To swim with dolphins, go to Geoje
The program, in which visitors wear oxygen-filled helmets and walk in water four meters deep (13 feet), is considered the only one in Korea where people are allowed to touch the animals freely.
However, taking a safety class first is a precondition. Although participants wear a diving suit at all times, they may experience pain from the water pressure and are therefore taught to lessen the discomfort by using various techniques.
Those who take part in the program are accompanied by a professional diver at all times, so there is no need to worry, even if you are not a good swimmer.
As I dived into the water, two large dolphins greeted me. I felt the surface of their bodies with my palms. It was as smooth as silk.
As instructed by the diver, I reached out and held my hand open, and one of the dolphins put its beak in my hand.
It was a surreal experience to interact with the animal and having its eyes meet mine. I threw food to the dolphins and they quickly swallowed it, along with some water. When I stretched out both of my arms, they came closer and pushed up my hands with their heads.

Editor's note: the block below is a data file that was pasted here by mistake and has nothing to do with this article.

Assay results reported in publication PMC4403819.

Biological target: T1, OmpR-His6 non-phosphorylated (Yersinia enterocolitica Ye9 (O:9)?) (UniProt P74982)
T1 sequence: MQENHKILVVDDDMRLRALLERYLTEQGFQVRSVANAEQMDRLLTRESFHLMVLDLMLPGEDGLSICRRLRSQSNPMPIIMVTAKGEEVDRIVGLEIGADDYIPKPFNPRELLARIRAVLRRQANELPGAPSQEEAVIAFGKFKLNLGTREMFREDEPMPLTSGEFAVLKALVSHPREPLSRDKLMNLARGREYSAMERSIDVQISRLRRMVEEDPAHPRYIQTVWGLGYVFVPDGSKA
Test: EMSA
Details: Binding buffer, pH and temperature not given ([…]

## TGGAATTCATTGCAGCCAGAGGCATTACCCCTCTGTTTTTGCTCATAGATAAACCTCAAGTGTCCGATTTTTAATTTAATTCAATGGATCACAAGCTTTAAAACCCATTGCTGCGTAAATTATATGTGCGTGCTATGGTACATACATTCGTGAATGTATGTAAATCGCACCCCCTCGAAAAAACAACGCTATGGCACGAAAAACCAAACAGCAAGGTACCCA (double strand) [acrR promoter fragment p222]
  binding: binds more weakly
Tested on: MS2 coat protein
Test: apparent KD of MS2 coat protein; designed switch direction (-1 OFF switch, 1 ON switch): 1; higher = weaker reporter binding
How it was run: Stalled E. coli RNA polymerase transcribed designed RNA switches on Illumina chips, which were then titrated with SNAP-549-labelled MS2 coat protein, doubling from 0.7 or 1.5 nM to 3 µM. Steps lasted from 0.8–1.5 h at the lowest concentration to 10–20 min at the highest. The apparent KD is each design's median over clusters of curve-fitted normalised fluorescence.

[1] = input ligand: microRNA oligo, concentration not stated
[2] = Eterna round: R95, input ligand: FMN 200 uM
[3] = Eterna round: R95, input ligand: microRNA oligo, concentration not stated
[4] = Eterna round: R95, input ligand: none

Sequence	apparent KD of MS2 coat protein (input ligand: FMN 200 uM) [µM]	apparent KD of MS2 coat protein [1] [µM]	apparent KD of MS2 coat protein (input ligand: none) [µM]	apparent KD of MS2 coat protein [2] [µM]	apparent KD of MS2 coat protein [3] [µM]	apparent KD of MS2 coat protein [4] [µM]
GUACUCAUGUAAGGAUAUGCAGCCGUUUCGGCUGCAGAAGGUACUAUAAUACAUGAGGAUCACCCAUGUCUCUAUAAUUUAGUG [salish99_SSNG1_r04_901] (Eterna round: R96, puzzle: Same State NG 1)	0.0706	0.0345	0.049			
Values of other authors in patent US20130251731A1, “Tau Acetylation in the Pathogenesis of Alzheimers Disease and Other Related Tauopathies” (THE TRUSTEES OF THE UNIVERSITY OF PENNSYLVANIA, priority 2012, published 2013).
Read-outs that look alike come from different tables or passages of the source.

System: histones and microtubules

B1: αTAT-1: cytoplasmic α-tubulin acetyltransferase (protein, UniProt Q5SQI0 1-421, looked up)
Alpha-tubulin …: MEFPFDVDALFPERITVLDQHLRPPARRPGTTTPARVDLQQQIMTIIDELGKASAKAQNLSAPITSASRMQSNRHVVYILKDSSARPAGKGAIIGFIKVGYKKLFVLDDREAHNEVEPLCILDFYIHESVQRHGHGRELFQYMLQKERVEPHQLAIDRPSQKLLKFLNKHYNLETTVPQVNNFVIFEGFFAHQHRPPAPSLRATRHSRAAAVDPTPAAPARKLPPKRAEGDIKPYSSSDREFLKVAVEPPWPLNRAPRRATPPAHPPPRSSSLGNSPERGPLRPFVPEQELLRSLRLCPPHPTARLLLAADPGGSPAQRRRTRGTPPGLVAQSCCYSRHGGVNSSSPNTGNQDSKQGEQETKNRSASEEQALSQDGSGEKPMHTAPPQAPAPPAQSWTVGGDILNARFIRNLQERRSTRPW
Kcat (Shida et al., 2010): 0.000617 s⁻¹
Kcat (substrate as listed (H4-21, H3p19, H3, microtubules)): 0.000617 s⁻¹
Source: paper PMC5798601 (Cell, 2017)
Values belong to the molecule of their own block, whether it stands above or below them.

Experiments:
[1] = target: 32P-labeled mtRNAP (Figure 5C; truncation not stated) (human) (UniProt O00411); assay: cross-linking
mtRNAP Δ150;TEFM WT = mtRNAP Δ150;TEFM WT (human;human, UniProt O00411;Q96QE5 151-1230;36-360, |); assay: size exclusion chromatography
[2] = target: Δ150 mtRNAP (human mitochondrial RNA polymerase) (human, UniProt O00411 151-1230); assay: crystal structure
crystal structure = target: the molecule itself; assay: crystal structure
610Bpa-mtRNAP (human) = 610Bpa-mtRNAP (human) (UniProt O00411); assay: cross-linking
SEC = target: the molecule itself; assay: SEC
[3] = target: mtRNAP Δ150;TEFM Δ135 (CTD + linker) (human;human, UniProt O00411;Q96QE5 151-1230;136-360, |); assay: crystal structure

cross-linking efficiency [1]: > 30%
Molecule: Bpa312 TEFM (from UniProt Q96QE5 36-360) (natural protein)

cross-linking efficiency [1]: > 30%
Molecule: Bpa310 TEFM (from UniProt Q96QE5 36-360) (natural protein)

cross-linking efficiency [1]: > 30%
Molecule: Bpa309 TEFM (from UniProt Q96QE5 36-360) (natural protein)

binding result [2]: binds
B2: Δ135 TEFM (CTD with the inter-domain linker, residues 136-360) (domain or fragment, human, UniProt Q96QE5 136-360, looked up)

Beside the Sea Trek program, there are others in which you can interact with dolphins.
For instance, there is the Dolphin Swing option where people can swim in an outdoor pool with the creatures. It’s also a great learning experience for the kids because the professional trainers explain the dolphin’s characteristics in detail.
And, of course, there is also a dolphin show in which four trainers and four large dolphins entertain the audience with a choreographed show. The performance takes place twice a day during the week and four times a day on the weekend.
A total of 20 dolphins are kept at Geoje Sea World. Although animal activists earlier opposed the import of dolphins to the facility, it’s hard to deny that such an activity is attractive to some.
BY WI SEONG-WOOK [firstname.lastname@example.org]